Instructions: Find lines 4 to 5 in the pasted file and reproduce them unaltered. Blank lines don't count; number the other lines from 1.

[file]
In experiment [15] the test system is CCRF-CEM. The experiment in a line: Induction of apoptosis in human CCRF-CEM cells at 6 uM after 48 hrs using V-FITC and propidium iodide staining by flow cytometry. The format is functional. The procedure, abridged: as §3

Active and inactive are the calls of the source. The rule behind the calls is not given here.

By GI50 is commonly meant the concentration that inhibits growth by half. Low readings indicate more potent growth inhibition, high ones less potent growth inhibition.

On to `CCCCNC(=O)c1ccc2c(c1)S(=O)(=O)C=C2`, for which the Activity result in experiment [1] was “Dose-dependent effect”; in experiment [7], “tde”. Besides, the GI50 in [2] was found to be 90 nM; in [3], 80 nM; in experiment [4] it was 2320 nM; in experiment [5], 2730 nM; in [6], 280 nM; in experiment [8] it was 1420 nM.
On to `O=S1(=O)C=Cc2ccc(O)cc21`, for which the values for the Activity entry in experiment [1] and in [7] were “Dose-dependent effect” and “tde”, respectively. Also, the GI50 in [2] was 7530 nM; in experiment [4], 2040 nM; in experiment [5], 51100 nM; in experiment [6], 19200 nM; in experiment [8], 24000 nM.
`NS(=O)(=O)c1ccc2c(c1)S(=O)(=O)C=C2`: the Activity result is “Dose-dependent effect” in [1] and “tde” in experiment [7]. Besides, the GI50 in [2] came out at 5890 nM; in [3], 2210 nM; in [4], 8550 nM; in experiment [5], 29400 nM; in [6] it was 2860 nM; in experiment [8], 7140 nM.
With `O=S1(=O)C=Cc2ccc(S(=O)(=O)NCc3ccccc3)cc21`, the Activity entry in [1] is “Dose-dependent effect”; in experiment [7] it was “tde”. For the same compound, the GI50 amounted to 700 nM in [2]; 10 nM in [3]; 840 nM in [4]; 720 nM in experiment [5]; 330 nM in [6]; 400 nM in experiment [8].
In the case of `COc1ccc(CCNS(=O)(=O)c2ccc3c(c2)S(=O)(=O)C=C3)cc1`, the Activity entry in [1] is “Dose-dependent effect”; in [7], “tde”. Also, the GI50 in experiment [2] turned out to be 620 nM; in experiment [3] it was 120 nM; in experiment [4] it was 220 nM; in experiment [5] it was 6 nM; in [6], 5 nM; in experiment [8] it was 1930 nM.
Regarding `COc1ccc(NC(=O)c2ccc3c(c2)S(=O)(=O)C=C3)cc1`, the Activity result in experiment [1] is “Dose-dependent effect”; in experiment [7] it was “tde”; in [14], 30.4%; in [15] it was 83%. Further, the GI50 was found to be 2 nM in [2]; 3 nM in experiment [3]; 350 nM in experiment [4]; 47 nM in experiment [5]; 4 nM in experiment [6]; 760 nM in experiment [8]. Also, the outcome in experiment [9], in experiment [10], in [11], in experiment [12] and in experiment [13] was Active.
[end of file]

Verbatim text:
On to `CCCCNC(=O)c1ccc2c(c1)S(=O)(=O)C=C2`, for which the Activity result in experiment [1] was “Dose-dependent effect”; in experiment [7], “tde”. Besides, the GI50 in [2] was found to be 90 nM; in [3], 80 nM; in experiment [4] it was 2320 nM; in experiment [5], 2730 nM; in [6], 280 nM; in experiment [8] it was 1420 nM.
On to `O=S1(=O)C=Cc2ccc(O)cc21`, for which the values for the Activity entry in experiment [1] and in [7] were “Dose-dependent effect” and “tde”, respectively. Also, the GI50 in [2] was 7530 nM; in experiment [4], 2040 nM; in experiment [5], 51100 nM; in experiment [6], 19200 nM; in experiment [8], 24000 nM.